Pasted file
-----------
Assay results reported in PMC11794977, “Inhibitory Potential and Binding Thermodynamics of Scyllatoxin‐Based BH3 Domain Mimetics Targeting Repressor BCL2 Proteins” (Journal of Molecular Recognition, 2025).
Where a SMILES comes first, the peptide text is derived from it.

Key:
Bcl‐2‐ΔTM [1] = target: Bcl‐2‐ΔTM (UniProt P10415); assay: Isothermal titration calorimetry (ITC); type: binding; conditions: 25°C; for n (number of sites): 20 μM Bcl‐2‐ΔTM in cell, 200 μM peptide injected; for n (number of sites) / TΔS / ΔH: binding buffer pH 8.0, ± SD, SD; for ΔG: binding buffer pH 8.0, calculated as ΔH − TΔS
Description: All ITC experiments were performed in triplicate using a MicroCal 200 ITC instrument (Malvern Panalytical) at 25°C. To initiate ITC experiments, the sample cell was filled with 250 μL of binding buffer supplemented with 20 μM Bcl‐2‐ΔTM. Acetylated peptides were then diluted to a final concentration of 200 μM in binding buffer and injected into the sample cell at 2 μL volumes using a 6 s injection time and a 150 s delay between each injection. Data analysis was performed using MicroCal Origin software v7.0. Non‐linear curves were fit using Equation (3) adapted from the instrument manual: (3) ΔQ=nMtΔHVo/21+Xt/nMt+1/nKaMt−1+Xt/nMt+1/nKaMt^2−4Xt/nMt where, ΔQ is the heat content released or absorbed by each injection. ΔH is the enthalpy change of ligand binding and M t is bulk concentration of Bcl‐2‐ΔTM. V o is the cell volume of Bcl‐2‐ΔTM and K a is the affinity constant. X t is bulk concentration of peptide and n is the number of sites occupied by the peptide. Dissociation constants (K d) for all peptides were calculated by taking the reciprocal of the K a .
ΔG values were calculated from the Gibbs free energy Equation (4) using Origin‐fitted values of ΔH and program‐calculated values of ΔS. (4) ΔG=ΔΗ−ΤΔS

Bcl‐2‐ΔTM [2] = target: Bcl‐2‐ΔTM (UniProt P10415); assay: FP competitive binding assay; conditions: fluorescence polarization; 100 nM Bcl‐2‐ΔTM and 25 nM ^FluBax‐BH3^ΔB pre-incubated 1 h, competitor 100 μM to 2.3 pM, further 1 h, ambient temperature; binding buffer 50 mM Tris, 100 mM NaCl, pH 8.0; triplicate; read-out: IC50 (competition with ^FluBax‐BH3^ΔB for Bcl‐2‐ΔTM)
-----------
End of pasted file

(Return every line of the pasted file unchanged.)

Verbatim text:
Assay results reported in PMC11794977, “Inhibitory Potential and Binding Thermodynamics of Scyllatoxin‐Based BH3 Domain Mimetics Targeting Repressor BCL2 Proteins” (Journal of Molecular Recognition, 2025).
Where a SMILES comes first, the peptide text is derived from it.

Key:
Bcl‐2‐ΔTM [1] = target: Bcl‐2‐ΔTM (UniProt P10415); assay: Isothermal titration calorimetry (ITC); type: binding; conditions: 25°C; for n (number of sites): 20 μM Bcl‐2‐ΔTM in cell, 200 μM peptide injected; for n (number of sites) / TΔS / ΔH: binding buffer pH 8.0, ± SD, SD; for ΔG: binding buffer pH 8.0, calculated as ΔH − TΔS
Description: All ITC experiments were performed in triplicate using a MicroCal 200 ITC instrument (Malvern Panalytical) at 25°C. To initiate ITC experiments, the sample cell was filled with 250 μL of binding buffer supplemented with 20 μM Bcl‐2‐ΔTM. Acetylated peptides were then diluted to a final concentration of 200 μM in binding buffer and injected into the sample cell at 2 μL volumes using a 6 s injection time and a 150 s delay between each injection. Data analysis was performed using MicroCal Origin software v7.0. Non‐linear curves were fit using Equation (3) adapted from the instrument manual: (3) ΔQ=nMtΔHVo/21+Xt/nMt+1/nKaMt−1+Xt/nMt+1/nKaMt^2−4Xt/nMt where, ΔQ is the heat content released or absorbed by each injection. ΔH is the enthalpy change of ligand binding and M t is bulk concentration of Bcl‐2‐ΔTM. V o is the cell volume of Bcl‐2‐ΔTM and K a is the affinity constant. X t is bulk concentration of peptide and n is the number of sites occupied by the peptide. Dissociation constants (K d) for all peptides were calculated by taking the reciprocal of the K a .
ΔG values were calculated from the Gibbs free energy Equation (4) using Origin‐fitted values of ΔH and program‐calculated values of ΔS. (4) ΔG=ΔΗ−ΤΔS

Bcl‐2‐ΔTM [2] = target: Bcl‐2‐ΔTM (UniProt P10415); assay: FP competitive binding assay; conditions: fluorescence polarization; 100 nM Bcl‐2‐ΔTM and 25 nM ^FluBax‐BH3^ΔB pre-incubated 1 h, competitor 100 μM to 2.3 pM, further 1 h, ambient temperature; binding buffer 50 mM Tris, 100 mM NaCl, pH 8.0; triplicate; read-out: IC50 (competition with ^FluBax‐BH3^ΔB for Bcl‐2‐ΔTM)